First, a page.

Netflix Earnings Ahead Could Provide Insight on Membership, Gaming and Famous Director

There’s plenty on the NFLX 2Q earnings plate, including membership numbers, content lineup, and a famous film director.

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5 min read
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Key Takeaways

  • Membership numbers growth could be slowing
  • New genres including gaming in the works
  • Future movies from Sony and Spielberg

Once again, Netflix (NFLX) is playing the numbers game—past, present, and future.

When Q2 results are announced tomorrow, Wall Street expects gangbuster earnings and revenue results, but many investors are likely to focus on how many new members joined the online streaming service. A warning to the wise: Stay keenly aware that the comparisons are tough.

Actually, tough might not be a strong enough word. Last year’s remarkable membership growth was off the charts, logging in at 10 million in Q2 2020 to give the first half of that year alone a record-setting 26 million new users.

Can NFLX beat that? Well, if the Q1 of this year is any indication, perhaps not but we’ll have to wait and see.

Don’t Be Judge-y

But consider the context before passing judgment. The pandemic was largely responsible for the rise and fall of NFLX last year and into this year. As stuck-at-home consumers took to their couches and their oversized screens for most of their entertainment purposes, NFLX fit the bill. Membership soared, hitting a jaw-dropping high of 203.7 million by the end of 2020. Its stock price soared from March 2020 until January 2021 (see figure 1).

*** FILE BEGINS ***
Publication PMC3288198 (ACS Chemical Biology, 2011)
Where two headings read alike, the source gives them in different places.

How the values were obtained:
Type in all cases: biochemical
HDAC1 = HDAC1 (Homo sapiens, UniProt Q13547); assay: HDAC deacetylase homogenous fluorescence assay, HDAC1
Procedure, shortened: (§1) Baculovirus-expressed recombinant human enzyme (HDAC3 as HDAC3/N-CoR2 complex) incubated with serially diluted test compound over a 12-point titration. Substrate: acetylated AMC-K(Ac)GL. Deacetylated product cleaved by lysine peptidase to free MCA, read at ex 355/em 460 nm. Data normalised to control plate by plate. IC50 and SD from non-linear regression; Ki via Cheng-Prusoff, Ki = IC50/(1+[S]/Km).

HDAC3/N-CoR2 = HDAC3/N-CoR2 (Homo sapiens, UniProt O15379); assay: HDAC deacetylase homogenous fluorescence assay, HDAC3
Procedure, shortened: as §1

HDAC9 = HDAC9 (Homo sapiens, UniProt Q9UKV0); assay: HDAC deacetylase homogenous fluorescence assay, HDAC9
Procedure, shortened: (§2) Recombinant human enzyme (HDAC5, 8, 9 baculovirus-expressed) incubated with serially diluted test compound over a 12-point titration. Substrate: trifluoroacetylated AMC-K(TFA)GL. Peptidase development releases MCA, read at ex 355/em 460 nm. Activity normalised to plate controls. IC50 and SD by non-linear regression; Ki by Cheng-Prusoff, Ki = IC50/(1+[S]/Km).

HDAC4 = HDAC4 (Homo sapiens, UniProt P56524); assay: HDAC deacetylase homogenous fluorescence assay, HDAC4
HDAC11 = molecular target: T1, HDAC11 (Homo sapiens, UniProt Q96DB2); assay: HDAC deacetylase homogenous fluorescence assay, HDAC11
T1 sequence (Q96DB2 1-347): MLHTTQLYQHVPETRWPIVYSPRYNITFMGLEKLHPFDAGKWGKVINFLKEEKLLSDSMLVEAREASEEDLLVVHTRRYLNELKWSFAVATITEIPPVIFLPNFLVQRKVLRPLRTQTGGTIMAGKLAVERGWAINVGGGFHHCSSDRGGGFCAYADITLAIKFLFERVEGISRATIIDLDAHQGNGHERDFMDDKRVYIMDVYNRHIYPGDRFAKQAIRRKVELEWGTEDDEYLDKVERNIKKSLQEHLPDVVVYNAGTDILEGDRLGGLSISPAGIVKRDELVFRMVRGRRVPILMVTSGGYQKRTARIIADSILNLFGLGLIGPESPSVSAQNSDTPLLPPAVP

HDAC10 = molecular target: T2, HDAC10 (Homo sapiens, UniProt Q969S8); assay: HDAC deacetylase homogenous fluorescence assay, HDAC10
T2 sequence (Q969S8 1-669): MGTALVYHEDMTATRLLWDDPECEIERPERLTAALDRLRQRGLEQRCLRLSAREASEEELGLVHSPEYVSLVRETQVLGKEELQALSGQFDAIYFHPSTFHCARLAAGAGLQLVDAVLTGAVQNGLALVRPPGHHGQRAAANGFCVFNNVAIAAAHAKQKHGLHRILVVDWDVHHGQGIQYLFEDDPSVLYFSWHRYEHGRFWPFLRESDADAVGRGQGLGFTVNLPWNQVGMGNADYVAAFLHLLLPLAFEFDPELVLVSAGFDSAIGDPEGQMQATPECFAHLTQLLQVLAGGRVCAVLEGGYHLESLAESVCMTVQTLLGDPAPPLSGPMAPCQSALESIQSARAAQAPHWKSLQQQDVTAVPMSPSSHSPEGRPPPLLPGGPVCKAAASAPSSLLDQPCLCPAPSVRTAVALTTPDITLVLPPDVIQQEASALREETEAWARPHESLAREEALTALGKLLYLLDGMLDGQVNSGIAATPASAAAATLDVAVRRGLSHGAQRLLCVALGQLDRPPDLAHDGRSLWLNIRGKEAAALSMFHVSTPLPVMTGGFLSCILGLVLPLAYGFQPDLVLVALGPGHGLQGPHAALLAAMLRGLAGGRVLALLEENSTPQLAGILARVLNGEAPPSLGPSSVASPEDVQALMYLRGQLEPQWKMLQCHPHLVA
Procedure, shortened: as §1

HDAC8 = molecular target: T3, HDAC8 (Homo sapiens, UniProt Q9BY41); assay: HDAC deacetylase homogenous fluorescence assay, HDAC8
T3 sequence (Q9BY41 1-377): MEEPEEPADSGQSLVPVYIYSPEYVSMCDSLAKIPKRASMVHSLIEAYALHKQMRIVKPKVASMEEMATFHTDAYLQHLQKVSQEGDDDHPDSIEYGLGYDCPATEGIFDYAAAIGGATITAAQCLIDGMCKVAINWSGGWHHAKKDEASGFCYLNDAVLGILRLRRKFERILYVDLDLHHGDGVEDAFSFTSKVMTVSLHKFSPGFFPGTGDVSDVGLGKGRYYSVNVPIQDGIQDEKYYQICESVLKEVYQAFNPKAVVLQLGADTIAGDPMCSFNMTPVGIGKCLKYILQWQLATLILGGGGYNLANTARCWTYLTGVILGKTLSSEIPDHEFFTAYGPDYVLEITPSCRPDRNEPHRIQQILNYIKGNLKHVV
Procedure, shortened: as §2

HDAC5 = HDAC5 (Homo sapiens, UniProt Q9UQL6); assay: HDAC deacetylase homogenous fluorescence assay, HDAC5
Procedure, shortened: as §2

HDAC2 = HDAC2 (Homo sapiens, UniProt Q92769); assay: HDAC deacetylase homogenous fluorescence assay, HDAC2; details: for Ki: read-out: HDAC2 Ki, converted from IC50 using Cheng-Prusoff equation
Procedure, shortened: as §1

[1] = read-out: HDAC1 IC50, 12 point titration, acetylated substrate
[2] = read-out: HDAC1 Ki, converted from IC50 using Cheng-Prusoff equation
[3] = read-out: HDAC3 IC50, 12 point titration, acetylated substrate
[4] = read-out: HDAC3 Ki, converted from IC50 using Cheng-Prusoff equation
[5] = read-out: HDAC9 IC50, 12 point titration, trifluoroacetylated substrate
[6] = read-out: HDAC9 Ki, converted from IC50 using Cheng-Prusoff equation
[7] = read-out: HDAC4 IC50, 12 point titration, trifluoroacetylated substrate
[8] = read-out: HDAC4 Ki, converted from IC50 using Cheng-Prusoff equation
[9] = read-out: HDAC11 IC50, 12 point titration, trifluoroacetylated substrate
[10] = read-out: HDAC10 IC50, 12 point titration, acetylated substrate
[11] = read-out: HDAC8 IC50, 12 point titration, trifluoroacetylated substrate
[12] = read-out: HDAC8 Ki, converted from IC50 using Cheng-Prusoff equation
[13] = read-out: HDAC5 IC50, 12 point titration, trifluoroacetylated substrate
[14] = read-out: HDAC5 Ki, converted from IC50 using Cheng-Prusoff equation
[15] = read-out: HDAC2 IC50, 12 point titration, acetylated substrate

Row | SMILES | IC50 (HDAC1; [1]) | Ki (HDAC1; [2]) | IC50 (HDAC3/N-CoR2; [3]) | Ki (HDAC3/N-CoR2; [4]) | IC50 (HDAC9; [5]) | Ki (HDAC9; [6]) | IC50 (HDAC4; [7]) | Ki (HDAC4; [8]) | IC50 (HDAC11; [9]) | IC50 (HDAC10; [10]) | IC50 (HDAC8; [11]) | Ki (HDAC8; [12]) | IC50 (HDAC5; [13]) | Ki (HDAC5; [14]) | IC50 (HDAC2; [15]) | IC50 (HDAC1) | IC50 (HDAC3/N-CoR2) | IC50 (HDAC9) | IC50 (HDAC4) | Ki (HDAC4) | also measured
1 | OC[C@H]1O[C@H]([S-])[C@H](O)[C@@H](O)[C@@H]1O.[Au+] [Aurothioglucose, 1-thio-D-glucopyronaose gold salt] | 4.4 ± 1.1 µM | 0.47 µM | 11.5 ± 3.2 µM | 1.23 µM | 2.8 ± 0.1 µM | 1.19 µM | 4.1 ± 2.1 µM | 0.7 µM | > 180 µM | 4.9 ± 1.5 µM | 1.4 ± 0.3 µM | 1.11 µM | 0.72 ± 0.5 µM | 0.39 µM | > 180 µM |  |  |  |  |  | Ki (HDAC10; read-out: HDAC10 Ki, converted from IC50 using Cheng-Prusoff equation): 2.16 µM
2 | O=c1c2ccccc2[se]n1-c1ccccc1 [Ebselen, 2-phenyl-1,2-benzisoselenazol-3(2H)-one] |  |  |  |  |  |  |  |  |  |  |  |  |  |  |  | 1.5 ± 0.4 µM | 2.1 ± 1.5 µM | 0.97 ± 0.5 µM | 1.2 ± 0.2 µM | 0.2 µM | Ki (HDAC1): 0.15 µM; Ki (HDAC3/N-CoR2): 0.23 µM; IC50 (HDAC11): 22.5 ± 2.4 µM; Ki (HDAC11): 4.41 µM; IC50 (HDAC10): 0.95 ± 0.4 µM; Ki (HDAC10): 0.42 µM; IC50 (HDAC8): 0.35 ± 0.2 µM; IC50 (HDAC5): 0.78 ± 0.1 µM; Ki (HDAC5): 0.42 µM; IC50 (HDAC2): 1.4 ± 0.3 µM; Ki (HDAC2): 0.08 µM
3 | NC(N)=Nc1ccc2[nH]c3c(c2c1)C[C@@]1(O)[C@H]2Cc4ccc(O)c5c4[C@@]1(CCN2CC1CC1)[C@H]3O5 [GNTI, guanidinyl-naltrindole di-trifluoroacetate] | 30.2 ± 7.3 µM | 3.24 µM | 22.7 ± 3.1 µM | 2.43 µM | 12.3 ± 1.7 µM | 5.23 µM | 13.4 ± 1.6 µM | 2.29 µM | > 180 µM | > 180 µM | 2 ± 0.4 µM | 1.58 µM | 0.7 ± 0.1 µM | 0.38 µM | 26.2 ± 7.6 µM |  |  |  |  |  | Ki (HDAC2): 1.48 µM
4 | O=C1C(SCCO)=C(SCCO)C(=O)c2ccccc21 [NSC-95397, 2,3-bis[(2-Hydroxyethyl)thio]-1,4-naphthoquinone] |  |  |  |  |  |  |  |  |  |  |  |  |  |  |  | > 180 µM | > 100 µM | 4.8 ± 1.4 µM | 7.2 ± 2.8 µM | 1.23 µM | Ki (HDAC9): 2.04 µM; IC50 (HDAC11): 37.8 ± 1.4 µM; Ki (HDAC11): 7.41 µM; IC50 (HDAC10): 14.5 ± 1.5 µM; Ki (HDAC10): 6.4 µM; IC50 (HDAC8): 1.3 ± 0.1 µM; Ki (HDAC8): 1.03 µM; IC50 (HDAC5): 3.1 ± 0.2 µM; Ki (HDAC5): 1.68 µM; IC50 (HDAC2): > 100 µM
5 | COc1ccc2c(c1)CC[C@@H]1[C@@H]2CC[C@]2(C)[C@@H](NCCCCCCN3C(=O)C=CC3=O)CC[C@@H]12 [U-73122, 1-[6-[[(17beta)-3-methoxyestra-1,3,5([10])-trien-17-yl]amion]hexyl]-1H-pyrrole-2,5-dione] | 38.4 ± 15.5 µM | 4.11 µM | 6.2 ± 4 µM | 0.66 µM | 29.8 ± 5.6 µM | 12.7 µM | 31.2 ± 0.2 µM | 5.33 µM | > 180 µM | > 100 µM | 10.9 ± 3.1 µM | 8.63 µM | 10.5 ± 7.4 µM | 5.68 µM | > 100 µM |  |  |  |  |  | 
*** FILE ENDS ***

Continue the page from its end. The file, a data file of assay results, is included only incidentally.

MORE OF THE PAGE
neflix stock price chart

FIGURE 1: SETTLING IN. NFLX stock has been in a trading range moving between $460 and $560. It’s hard to tell when it is likely to break out of this range. Data source: Nasdaq. Chart source: The thinkorswim® platform. For illustrative purposes only. Past performance does not guarantee future results.  

But Q1 results dropped like a rotten tomato. Membership number growth was well below what Wall Street had expected and even missed the typically conservative mark offered by the company’s own C-suite. They rolled in at 3.98 million—the softest showing since 2013 when only three million customers joined the club.

NFLX execs told investors then to brace for the worst, as the challenges ahead amid vaccinations and the economic reopening would be heady. They forecast new membership would inch up only one million, a fraction of the 4.44 million Wall Street was anticipating.

“We had those 10 years where we were growing smooth as silk,” Reed Hastings, executive chairman, said on the company’s Q1 recorded call. “It’s a little wobbly right now.”

If NFLX is on target with one million new members in Q2—and remember, the team has been nothing but consistent with its cautionary forecasts—it will harken back to the early days of the service when one million was considered a good showing. Only it won’t be this time.